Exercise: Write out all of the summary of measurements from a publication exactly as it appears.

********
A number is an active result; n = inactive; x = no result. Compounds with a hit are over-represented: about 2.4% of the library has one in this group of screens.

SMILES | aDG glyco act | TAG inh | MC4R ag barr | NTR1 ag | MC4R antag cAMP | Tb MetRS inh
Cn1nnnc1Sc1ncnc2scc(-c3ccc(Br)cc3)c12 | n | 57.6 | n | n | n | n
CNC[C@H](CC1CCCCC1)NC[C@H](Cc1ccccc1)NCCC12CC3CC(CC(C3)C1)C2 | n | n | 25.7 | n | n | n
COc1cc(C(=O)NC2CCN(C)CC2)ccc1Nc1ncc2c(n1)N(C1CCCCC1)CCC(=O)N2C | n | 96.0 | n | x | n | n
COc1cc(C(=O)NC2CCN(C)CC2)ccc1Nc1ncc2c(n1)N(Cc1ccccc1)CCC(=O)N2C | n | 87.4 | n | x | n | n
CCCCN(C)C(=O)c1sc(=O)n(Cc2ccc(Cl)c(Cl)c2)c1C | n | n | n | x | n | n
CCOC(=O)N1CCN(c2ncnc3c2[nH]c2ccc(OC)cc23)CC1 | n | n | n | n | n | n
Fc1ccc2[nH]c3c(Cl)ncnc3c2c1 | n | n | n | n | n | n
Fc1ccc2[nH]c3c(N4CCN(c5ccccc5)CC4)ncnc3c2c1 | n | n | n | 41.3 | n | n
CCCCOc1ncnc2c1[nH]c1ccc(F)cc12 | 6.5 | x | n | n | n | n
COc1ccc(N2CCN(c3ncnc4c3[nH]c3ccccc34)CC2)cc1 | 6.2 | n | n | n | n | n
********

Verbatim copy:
A number is an active result; n = inactive; x = no result. Compounds with a hit are over-represented: about 2.4% of the library has one in this group of screens.

SMILES | aDG glyco act | TAG inh | MC4R ag barr | NTR1 ag | MC4R antag cAMP | Tb MetRS inh
Cn1nnnc1Sc1ncnc2scc(-c3ccc(Br)cc3)c12 | n | 57.6 | n | n | n | n
CNC[C@H](CC1CCCCC1)NC[C@H](Cc1ccccc1)NCCC12CC3CC(CC(C3)C1)C2 | n | n | 25.7 | n | n | n
COc1cc(C(=O)NC2CCN(C)CC2)ccc1Nc1ncc2c(n1)N(C1CCCCC1)CCC(=O)N2C | n | 96.0 | n | x | n | n
COc1cc(C(=O)NC2CCN(C)CC2)ccc1Nc1ncc2c(n1)N(Cc1ccccc1)CCC(=O)N2C | n | 87.4 | n | x | n | n
CCCCN(C)C(=O)c1sc(=O)n(Cc2ccc(Cl)c(Cl)c2)c1C | n | n | n | x | n | n
CCOC(=O)N1CCN(c2ncnc3c2[nH]c2ccc(OC)cc23)CC1 | n | n | n | n | n | n
Fc1ccc2[nH]c3c(Cl)ncnc3c2c1 | n | n | n | n | n | n
Fc1ccc2[nH]c3c(N4CCN(c5ccccc5)CC4)ncnc3c2c1 | n | n | n | 41.3 | n | n
CCCCOc1ncnc2c1[nH]c1ccc(F)cc12 | 6.5 | x | n | n | n | n
COc1ccc(N2CCN(c3ncnc4c3[nH]c3ccccc34)CC2)cc1 | 6.2 | n | n | n | n | n